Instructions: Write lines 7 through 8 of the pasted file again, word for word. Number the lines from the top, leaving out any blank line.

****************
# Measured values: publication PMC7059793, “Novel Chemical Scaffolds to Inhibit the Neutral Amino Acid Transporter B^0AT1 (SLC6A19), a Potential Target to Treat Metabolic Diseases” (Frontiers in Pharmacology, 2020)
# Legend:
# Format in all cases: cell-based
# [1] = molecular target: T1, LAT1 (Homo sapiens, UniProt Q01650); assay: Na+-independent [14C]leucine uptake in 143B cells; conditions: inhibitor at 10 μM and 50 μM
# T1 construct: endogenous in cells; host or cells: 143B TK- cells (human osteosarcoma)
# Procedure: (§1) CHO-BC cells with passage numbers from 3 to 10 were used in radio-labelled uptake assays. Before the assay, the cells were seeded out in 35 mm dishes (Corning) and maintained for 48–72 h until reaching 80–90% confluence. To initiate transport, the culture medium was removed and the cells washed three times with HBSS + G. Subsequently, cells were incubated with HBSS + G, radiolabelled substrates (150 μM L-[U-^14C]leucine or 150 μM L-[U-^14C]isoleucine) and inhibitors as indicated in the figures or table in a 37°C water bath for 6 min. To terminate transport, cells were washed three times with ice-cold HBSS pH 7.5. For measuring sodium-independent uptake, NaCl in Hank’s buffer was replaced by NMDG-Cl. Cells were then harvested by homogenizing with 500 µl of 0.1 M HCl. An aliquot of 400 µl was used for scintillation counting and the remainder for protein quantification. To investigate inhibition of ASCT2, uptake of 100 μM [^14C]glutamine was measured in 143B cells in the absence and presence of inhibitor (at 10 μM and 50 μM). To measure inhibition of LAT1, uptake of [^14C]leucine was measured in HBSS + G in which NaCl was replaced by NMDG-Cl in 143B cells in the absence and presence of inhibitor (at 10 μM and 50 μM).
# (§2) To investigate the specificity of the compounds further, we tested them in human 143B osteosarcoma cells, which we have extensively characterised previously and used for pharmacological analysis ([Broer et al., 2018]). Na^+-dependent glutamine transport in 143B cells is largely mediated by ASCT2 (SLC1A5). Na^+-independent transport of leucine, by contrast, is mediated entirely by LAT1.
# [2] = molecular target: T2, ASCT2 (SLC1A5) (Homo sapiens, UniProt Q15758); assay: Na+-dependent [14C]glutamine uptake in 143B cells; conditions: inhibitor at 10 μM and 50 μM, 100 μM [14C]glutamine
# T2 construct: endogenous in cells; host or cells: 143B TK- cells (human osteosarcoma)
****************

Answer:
# (§2) To investigate the specificity of the compounds further, we tested them in human 143B osteosarcoma cells, which we have extensively characterised previously and used for pharmacological analysis ([Broer et al., 2018]). Na^+-dependent glutamine transport in 143B cells is largely mediated by ASCT2 (SLC1A5). Na^+-independent transport of leucine, by contrast, is mediated entirely by LAT1.
# [2] = molecular target: T2, ASCT2 (SLC1A5) (Homo sapiens, UniProt Q15758); assay: Na+-dependent [14C]glutamine uptake in 143B cells; conditions: inhibitor at 10 μM and 50 μM, 100 μM [14C]glutamine